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Public Statements

Op-Ed: Where Did The Jobs Go?

Op-Ed

By:
Date:
Location: Washington, DC

About 8.5 percent of Pennsylvania's workforce is unemployed. Nationally, nearly one in ten workers is unemployed. All of us know people who have lost their jobs and are struggling to pay their bills. This is the real face of the recession, and Congress has done a poor job addressing it.

At the start of the year, Congress passed a $787 billion "stimulus" bill, which President Obama promised would create or save 8 million jobs. I doubted it at the time, and I'm sorry to say I was right. For that amount money, the government could simply have given 8 million people $98,000 each. It is indeed a huge amount of money. If you spent $1 million every day, it would take more than 2,000 years to reach the price of the "stimulus" bill. Sadly, much of that colossal sum has been spent on corporate welfare, state government bailouts, and pet projects. Apparently forgotten, the unemployed are still out of work. Unemployment has only increased, and is projected to keep climbing.

If the "stimulus" didn't work, what should we have done? That's a fair question to as me and other critics of the President's spending. To answer that, we have to be clear about where jobs come from in the first place and why they disappear when times get bad.

Frame's Motor Freight, is a 140 year old trucking company in Chester County. It was founded in 1870 when freight was still hauled in wagons pulled by horses. Frame's announced this week that it was going out of business. The reason? The Daily Local News reported that Bud Temple, Frame's owner, said the sour economy was "part" of the reason--"as well as the rising cost of insurance, the cost of fuel and the overcapacity of the trucking companies compared to the amount of freight that needs to be hauled."

Running a successful business is difficult. I know. I used to own one. Every business wants to grow and add jobs, but to do so they must first navigate a long list of obstacles: taxes, liability insurance, regulation, the costs of things like fuel and raw materials, and competition.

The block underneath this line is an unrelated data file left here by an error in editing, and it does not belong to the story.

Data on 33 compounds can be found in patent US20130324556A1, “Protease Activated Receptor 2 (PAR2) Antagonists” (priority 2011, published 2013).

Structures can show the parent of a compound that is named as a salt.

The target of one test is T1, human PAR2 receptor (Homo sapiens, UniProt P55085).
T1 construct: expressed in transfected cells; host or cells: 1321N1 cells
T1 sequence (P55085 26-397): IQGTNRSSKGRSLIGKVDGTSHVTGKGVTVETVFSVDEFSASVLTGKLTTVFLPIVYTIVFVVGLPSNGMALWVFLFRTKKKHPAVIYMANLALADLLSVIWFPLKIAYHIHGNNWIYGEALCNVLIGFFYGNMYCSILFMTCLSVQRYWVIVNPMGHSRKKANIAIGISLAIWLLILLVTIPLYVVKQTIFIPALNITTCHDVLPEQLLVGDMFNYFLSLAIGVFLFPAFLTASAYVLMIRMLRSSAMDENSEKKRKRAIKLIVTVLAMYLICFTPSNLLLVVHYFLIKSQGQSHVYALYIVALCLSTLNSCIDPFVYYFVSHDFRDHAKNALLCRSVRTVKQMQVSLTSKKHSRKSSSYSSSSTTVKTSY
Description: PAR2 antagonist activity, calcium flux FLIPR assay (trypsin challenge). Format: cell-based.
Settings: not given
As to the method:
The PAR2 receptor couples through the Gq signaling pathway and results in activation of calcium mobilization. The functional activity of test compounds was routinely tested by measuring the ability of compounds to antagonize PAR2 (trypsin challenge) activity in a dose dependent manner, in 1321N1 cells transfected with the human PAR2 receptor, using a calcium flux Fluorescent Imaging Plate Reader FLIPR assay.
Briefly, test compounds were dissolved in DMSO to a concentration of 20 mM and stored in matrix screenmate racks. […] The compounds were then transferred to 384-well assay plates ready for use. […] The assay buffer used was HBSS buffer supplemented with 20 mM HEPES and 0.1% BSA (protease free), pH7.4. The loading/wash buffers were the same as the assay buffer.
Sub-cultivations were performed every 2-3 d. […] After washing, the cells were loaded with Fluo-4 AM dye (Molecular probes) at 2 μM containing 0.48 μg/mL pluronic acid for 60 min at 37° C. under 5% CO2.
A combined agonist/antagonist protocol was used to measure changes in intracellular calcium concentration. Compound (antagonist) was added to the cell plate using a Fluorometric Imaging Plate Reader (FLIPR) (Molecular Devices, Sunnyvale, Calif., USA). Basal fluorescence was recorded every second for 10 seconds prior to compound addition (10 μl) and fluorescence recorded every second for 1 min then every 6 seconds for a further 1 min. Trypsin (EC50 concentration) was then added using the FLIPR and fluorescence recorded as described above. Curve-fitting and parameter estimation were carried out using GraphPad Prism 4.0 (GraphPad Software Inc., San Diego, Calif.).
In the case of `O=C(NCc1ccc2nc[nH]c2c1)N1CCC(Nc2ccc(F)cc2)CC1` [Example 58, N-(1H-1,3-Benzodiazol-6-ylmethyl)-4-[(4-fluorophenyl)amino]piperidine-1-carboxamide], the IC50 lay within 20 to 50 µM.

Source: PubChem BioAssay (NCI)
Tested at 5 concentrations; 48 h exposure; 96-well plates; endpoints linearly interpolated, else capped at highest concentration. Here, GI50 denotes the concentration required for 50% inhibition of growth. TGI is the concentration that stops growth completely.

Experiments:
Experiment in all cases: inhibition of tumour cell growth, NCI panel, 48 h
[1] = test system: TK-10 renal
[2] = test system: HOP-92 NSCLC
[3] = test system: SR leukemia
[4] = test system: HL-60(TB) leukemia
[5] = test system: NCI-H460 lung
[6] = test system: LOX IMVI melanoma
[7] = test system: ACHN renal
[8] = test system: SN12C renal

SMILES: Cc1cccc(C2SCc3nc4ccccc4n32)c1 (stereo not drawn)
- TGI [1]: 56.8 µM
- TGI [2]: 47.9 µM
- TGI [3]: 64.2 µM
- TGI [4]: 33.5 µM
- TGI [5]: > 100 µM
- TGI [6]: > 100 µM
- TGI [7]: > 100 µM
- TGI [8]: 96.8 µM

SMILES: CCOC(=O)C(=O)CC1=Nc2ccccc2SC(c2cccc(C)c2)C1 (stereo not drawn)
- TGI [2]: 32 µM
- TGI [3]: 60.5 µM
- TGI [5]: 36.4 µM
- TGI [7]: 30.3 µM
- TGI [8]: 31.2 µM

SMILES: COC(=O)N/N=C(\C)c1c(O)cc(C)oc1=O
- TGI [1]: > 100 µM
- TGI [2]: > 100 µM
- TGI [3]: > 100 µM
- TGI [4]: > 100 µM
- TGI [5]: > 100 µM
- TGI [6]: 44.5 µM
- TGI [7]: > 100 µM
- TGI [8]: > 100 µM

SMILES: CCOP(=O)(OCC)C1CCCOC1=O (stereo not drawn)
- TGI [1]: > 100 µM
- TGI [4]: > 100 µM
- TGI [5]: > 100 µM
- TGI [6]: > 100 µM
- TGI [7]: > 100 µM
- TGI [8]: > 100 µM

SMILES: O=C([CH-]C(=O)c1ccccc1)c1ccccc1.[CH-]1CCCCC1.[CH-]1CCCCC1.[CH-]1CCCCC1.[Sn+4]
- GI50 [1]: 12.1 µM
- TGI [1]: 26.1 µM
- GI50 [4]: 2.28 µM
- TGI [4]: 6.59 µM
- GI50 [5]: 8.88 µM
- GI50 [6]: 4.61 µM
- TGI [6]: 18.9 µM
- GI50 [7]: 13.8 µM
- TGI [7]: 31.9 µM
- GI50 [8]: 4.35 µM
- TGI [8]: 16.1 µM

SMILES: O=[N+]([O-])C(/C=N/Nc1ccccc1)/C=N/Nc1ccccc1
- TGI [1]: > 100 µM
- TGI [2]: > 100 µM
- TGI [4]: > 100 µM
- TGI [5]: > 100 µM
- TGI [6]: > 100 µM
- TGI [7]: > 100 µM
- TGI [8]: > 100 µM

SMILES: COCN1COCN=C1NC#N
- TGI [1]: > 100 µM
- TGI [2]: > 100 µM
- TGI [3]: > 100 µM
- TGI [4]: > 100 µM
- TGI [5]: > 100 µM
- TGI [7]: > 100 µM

Short of hiring more postal workers and park rangers, the government cannot simply "create" new jobs. What it can do is make it easier, or harder, for businesses to prosper and hire. I'm sorry to say the actions of Congress and the White House this year have provided a strong disincentive to adding jobs.

The national energy tax or "cap and trade" bill passed by the House; the current push for federally run, regulated, and mandated health insurance; and the expiration of the 2001 tax cuts are the political equivalents of standing on Main Street with a bullhorn shouting: "Do not hire!" Each throws gasoline on the fire of unemployment.

When the "cap and trade" bill was introduced, a bipartisan majority of the Pennsylvania Utilities Commission sent a memo to Congress warning, "We are far from convinced that the negative impacts this legislation could have on our state's economy are fully understood." They predicted the bill could cost the Commonwealth 66,000 jobs as the price of electricity shoots up. (Go to www.house.gov/pitts to see my ideas for protecting the environment through clean energy.)

The health "reform" bill the House of Representatives may soon pass would give struggling businesses a Hobson's choice between offering a benefit they can't presently afford or paying an eight percent payroll tax they can't afford either. Either way, many will be forced to layoff workers to comply. (There are better ways to make sure their workers can get health insurance.) The bill also does absolutely nothing to reign in frivolous and excessive litigation, keeping insurance costs high and preventing job creation.

In 2001, Congress reduced taxes for every American--including those wealthy enough to start and expand businesses and create jobs. Eager for more money to spend, Congress and the President plan to let those tax cuts expire next year. This will amount to the largest single tax increase in American history and create yet another strong disincentive to entrepreneurship and job creation.

Jobs are not created by government. Prosperity isn't either. Jobs and prosperity are created by risk-taking entrepreneurs, successful businesses, and hardworking Americans who take pride in what they do. Government can make this process easier or government can make this process harder. Sadly, this President and this Congress have made it much harder at a time when America could least afford it.


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